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Survey shows bullying and harassment far too common in UK universities

22 November 2012

A survey of 14,000 higher education staff, carried out by UCU has found harassment, friction and bullying are too often the hallmarks of working relationships in Britain's universities.

The report, released today as part of UCU's Anti-Stress and Bullying week (19-26 November), found that every one of the 92 UK universities represented in the survey had a higher average stress level caused by negative relationships at work, than the level for the British working population as a whole.

Using a standard Health and Safety Executive questionnaire, the survey asked respondents to rate four statements about their relationships at work. Those responses were translated into a numerical score, ranging from 1 for high stress to 5 for low stress. An average was calculated for each institution.

Key findings include:

  • The average stress level relating to relationships at work for UCU members in universities is 3.53, compared to 4.20 for the British working population*.
  • Every individual university represented in this survey has an average level of stress relating to relationships at work that is considerably higher than that of the British working population. The highest level of stress for an institution identified by the survey was 3.05, and the lowest level of stress for an institution was 4.01.
  • A group of 19 universities is identified as having the highest average stress levels relating to relationships at work.
  • At one in three of the institutions represented in the survey, more than 10% of respondents said they were 'always' and/or 'often' subject to bullying at work.
  • Stress levels relating to relationships at work have risen for UCU members in higher education over the past four years. In 2008, members scored a level of 3.57 on the stress/well-being scale, compared to 3.53 in 2012.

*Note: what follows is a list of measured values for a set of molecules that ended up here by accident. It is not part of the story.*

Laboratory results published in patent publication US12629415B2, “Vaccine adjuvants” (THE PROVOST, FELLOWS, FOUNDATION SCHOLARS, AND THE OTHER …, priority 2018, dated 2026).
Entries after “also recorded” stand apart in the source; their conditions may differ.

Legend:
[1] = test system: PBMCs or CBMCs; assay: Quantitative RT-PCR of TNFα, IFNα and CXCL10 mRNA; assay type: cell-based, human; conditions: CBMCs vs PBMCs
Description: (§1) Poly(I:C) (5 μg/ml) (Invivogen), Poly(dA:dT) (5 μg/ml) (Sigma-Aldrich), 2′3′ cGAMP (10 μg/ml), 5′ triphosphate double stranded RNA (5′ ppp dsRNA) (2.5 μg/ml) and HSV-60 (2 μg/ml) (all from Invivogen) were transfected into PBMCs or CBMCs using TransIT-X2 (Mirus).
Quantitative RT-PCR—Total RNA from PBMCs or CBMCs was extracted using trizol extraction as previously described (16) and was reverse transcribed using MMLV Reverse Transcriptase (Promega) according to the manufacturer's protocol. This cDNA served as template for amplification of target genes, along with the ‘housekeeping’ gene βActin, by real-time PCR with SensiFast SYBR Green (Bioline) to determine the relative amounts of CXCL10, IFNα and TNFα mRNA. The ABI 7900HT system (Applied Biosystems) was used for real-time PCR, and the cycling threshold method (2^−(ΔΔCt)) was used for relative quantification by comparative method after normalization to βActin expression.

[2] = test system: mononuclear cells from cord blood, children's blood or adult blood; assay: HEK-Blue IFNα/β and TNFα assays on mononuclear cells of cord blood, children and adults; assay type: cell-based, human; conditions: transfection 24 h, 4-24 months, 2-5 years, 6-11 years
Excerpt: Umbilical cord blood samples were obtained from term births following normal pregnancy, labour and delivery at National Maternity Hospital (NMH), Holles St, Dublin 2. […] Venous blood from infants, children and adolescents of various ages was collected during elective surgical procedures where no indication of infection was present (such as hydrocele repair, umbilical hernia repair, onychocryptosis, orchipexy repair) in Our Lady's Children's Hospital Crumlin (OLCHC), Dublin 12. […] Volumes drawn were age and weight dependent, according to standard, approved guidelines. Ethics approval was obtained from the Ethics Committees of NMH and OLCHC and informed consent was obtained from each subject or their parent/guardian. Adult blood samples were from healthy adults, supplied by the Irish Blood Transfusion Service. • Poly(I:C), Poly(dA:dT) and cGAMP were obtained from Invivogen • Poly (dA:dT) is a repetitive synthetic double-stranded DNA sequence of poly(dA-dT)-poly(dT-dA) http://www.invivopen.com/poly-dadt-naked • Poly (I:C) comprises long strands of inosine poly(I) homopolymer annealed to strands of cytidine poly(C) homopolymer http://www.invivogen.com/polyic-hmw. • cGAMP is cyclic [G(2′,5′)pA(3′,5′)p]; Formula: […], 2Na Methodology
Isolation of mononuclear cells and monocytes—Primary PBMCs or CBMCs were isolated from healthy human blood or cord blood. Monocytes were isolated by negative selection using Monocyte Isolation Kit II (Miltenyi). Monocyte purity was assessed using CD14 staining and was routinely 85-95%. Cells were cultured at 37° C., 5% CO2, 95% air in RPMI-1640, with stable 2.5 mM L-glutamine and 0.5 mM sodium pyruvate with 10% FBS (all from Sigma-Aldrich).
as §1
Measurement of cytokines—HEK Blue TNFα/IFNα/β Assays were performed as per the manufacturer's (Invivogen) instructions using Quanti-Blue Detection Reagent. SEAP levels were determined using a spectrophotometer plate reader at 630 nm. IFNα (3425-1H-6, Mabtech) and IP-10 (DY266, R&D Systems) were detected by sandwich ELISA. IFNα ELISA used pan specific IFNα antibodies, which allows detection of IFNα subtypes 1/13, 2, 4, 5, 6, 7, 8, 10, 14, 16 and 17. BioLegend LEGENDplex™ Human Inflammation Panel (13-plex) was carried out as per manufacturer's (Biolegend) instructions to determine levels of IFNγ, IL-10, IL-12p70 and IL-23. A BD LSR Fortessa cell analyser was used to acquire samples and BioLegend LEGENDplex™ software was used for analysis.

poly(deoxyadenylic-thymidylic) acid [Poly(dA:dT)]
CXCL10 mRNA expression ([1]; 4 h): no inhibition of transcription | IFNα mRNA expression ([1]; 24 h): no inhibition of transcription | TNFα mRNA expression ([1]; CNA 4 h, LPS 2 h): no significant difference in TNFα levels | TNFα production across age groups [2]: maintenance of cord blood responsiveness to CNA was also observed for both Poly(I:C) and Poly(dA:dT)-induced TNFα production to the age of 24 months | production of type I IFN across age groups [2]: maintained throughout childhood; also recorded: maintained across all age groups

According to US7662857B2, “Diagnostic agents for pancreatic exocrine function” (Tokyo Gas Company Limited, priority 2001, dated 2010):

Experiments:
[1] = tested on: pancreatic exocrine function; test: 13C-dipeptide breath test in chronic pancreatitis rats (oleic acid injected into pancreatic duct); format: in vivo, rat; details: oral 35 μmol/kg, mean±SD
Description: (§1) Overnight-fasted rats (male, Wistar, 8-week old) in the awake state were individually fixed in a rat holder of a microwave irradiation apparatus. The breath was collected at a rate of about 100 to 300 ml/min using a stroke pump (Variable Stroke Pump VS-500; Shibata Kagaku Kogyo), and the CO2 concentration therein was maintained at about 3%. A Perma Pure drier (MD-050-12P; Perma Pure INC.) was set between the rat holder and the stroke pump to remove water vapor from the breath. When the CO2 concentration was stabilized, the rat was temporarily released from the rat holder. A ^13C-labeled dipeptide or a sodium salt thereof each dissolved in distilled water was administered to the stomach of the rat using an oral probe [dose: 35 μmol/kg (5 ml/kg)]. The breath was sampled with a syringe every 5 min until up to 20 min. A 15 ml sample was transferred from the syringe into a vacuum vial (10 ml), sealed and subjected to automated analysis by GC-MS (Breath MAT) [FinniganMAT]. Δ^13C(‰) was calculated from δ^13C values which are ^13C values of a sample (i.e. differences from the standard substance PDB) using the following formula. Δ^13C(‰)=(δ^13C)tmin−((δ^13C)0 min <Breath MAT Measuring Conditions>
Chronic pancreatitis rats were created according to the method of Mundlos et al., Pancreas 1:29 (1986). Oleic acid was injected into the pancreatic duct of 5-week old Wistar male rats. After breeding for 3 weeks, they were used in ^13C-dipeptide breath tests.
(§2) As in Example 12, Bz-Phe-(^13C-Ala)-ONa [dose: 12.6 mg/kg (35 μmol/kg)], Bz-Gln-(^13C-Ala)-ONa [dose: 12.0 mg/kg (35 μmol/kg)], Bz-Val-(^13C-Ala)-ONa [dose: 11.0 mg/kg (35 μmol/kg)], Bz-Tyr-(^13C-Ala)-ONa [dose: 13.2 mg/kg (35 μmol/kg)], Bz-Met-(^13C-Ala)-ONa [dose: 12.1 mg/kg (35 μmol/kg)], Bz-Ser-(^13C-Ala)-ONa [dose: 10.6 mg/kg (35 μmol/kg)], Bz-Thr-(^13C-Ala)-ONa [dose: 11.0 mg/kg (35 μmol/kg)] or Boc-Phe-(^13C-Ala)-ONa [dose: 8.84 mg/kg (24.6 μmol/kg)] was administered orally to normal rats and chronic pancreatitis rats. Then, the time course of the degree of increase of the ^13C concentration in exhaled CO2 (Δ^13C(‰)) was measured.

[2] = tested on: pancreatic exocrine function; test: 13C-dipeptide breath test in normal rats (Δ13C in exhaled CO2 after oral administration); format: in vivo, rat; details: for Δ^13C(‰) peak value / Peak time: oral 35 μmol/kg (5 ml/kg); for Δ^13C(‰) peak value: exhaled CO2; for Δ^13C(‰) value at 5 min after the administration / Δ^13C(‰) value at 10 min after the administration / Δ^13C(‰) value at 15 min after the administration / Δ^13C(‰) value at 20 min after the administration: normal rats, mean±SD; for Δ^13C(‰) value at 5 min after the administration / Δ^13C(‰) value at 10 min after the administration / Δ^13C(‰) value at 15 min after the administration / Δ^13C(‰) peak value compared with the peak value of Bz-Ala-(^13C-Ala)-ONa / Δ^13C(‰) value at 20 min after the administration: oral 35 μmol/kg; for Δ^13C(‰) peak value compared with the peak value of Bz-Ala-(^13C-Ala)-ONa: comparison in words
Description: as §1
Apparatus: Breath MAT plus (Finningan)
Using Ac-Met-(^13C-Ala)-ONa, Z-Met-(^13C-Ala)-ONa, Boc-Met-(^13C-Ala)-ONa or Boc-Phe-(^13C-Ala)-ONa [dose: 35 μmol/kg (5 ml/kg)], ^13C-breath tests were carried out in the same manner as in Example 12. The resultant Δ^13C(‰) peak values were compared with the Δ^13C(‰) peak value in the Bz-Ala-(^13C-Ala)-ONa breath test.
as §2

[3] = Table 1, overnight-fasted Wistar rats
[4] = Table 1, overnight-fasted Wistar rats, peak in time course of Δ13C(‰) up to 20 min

In light of the results, UCU has called on universities to work with it nationally and locally to tackle the causes of stress and bullying.

UCU general secretary, Sally Hunt, said: 'At best, the universities represented in this survey have a climate of fear and anxiety, which demoralises and demotivates staff, and is ultimately counter-productive for them and their students.

'At worst, overt harassment and bullying of individuals is going unchecked. We know from our members that this can have extreme effects on physical and mental health, and in the worst case scenarios renders experienced, hard-working staff no longer able to do their jobs.

'In the past there has been too much focus on individual employees who have suffered from occupational stress and bullying, as though these problems were the fault of the individual. The focus needs to be on employers taking seriously their responsibility to look after the well-being of their staff.'

'Employers have a duty of care for the well-being of those they employ. The way forward is for UCU and other unions to work with employers nationally and locally to tackle the causes of stress and bullying.

*HSE (2008) Psychosocial Working Conditions in Britain in 2008

Statements rated by respondents:
I am subject to personal harassment in the form of unkind words or behaviour
There is friction or anger between colleagues
I am subject to bullying at work
Relationships at work are strained

For further information about UCU's current Workload Campaign, please Workload campaign.

Last updated: 11 December 2015